Railroad Tunnels and Bridges




Pictured above are the Central New England bridge at Poughkeepsie, the Livingston Avenue bridge in Albany, and the Maiden Lane bridge in Albany.

Our feature articles are about New York City subway tunnels and railroad tunnels under water .

We cover some specific bridges and tunnels, such as New Haven Railroad bridges along the Shore Line , the the Great Railroad Bridge at Poughkeepsie , the historic Old Colony railroad tunnel, The Hudson River Bridge Company at Albany was a part of the New York Central Railroad , and Montreal’s Mount Royal Tunnel .

Included are stories on Staten Island Bridge .

Delaware & Hudson Railroad bridge removals

abandoned tunnels in New York State , and the Hudson Tubes .

See our story on the New York State Thruway bridge collapse .

We have some interesting material on bridge tolls .

Lot’s of good pictures, like a wooden trestle near Millbrook, New York .

Be sure to see our bridge and tunnel reference section .

Livingston Avenue Bridge (picture at middle) (sometimes referred to as the freight bridge or North Bridge) was built by The New York Central Railroad to carry freight trains over the Hudson. Passenger trains came across to the station on the Maiden Lane Bridge (South Bridge) (picture at bottom) .
This bridge is gone and Amtrak uses the Livingston Avenue bridge now.

These two bridges were owned by a separate corporation:
The two railroad bridges crossing the Hudson River between Rensselaer and Albany were owned nominally by a separate organization called The Hudson River Bridge Company at Albany, incorporated April 9, 1856. This ownership was vested in The New York Central and Hudson River Railroad Company, three-fourths, and the Boston and Albany Railroad Company, one-fourth. Except for foot passengers, the bridges were used exclusively for railroad purposes. The north bridge was opened in 1866, and the south bridge in 1872.

Back in the early 1900s, the Central found that traffic was growing beyond the capacity of West Albany Yard (which was geographically constrained from expanding), and that West Albany Hill had a tremendous detrimental effect on freight movements. With trains growing in length and weight, many needed helpers or even doubling to get up the grade. The result was the Castleton Cutoff (and the newest of the Hudson River bridges in the Albany Area)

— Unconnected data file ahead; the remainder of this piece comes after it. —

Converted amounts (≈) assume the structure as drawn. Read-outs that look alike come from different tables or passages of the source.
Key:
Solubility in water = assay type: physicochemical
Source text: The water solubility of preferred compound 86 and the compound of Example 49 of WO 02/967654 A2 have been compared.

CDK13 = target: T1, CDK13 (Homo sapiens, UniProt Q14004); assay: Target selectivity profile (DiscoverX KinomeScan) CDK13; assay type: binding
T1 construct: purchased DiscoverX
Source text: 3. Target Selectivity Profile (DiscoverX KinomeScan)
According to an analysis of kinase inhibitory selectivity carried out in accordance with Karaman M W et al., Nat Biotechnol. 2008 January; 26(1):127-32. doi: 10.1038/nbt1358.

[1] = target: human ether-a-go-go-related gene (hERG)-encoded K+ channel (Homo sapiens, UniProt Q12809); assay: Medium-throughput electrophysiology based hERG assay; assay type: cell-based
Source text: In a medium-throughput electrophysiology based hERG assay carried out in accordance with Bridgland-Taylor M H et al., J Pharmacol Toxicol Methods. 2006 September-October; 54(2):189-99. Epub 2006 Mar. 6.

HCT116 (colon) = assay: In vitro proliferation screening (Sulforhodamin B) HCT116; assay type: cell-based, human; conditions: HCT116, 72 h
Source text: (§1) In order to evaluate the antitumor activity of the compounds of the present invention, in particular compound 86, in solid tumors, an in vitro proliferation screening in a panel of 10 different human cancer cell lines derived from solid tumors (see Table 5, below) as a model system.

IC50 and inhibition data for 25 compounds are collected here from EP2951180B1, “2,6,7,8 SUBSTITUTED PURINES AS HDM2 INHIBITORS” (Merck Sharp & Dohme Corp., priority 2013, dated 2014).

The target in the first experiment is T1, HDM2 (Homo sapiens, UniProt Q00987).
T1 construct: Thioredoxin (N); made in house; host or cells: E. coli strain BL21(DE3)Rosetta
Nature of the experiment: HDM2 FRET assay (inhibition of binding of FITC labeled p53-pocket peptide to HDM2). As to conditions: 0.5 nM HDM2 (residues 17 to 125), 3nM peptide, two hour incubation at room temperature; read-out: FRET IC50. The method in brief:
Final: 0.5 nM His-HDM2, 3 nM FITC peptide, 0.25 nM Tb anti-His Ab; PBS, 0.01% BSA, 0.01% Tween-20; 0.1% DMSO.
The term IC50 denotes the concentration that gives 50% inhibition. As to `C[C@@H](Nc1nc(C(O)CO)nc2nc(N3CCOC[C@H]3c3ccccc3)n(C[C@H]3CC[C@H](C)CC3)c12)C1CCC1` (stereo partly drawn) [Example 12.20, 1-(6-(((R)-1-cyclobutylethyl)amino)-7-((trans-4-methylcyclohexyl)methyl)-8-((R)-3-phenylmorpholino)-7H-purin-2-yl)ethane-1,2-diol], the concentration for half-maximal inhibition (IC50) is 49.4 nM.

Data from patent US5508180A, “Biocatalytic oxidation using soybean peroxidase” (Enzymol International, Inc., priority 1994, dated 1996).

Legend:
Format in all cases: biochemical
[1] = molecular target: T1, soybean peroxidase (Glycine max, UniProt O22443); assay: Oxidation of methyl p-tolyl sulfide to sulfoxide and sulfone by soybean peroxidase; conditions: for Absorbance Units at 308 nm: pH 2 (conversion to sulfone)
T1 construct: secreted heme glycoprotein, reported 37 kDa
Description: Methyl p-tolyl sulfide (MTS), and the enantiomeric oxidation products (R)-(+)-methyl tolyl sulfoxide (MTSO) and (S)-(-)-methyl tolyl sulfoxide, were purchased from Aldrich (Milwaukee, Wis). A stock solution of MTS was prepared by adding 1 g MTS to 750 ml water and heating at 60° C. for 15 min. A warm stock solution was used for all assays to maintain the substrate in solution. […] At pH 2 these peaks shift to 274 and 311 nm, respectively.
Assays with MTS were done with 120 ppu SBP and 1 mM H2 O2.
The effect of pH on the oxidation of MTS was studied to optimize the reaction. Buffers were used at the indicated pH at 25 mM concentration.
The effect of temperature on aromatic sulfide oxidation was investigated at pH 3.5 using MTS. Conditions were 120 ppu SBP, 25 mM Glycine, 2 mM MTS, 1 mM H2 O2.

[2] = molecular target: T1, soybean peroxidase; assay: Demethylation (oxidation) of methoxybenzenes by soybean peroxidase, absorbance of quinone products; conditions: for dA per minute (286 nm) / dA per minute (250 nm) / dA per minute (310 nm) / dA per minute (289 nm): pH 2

Construction of the Livingston Avenue Bridge over the Hudson River, which today connects Amtrak’s New York City trains with western New York,

began when Abraham Lincoln was president.

The Livingston Avenue Bridge stands as a working monument to steam-age rail thinking in the Empire State. The 144-year-old swing bridge is the sole link for Amtrak passenger trains crossing the Hudson River. Between trains, a 230-foot draw section still pivots open and closed on a turntable mechanism some 100 or more times each year so big boats can cruise through. As passenger rail advocates push for development of modern high-speed tracks and trains that would move at speeds of 110 mph or more, the daily reliance on this relic of 19th-century technology carries great irony. If the bridge were to be out of commission for an extended period, Amtrak’s alternate route across the Hudson for trains traveling out of New York City would be another CSX bridge across the Castleton viaduct. This route would miss stops at Rensselaer and Schenectady. Rensselaer Rail Station was Amtrak’s 10th-busiest in the country last year, with nearly 724,000 boardings and arrivals.



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